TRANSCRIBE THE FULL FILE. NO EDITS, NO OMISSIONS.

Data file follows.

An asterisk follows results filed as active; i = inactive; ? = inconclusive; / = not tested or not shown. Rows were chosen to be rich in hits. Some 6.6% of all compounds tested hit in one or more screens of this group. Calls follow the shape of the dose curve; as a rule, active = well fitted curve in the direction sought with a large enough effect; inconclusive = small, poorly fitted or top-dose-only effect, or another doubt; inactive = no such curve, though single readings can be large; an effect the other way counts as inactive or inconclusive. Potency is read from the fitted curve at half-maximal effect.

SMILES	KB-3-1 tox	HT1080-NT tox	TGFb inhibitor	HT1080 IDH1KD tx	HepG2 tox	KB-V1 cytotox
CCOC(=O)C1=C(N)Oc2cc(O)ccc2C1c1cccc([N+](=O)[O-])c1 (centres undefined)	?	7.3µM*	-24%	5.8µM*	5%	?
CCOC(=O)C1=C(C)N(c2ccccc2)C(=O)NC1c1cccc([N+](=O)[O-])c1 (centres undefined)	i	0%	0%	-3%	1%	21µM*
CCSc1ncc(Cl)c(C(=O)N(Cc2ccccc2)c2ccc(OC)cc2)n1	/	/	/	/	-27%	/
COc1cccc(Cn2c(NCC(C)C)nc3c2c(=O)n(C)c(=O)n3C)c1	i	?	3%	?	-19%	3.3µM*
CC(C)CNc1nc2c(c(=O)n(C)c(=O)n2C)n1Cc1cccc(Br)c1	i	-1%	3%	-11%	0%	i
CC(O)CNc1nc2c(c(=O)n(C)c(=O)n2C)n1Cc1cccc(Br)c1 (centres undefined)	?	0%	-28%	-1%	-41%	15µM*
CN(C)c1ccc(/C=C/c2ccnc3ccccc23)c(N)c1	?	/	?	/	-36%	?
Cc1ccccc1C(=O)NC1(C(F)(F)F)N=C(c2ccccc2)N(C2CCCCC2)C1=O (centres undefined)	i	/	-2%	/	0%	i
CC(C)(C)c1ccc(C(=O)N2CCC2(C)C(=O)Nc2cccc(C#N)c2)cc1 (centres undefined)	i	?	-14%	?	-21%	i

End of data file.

An asterisk follows results filed as active; i = inactive; ? = inconclusive; / = not tested or not shown. Rows were chosen to be rich in hits. Some 6.6% of all compounds tested hit in one or more screens of this group. Calls follow the shape of the dose curve; as a rule, active = well fitted curve in the direction sought with a large enough effect; inconclusive = small, poorly fitted or top-dose-only effect, or another doubt; inactive = no such curve, though single readings can be large; an effect the other way counts as inactive or inconclusive. Potency is read from the fitted curve at half-maximal effect.

SMILES	KB-3-1 tox	HT1080-NT tox	TGFb inhibitor	HT1080 IDH1KD tx	HepG2 tox	KB-V1 cytotox
CCOC(=O)C1=C(N)Oc2cc(O)ccc2C1c1cccc([N+](=O)[O-])c1 (centres undefined)	?	7.3µM*	-24%	5.8µM*	5%	?
CCOC(=O)C1=C(C)N(c2ccccc2)C(=O)NC1c1cccc([N+](=O)[O-])c1 (centres undefined)	i	0%	0%	-3%	1%	21µM*
CCSc1ncc(Cl)c(C(=O)N(Cc2ccccc2)c2ccc(OC)cc2)n1	/	/	/	/	-27%	/
COc1cccc(Cn2c(NCC(C)C)nc3c2c(=O)n(C)c(=O)n3C)c1	i	?	3%	?	-19%	3.3µM*
CC(C)CNc1nc2c(c(=O)n(C)c(=O)n2C)n1Cc1cccc(Br)c1	i	-1%	3%	-11%	0%	i
CC(O)CNc1nc2c(c(=O)n(C)c(=O)n2C)n1Cc1cccc(Br)c1 (centres undefined)	?	0%	-28%	-1%	-41%	15µM*
CN(C)c1ccc(/C=C/c2ccnc3ccccc23)c(N)c1	?	/	?	/	-36%	?
Cc1ccccc1C(=O)NC1(C(F)(F)F)N=C(c2ccccc2)N(C2CCCCC2)C1=O (centres undefined)	i	/	-2%	/	0%	i
CC(C)(C)c1ccc(C(=O)N2CCC2(C)C(=O)Nc2cccc(C#N)c2)cc1 (centres undefined)	i	?	-14%	?	-21%	i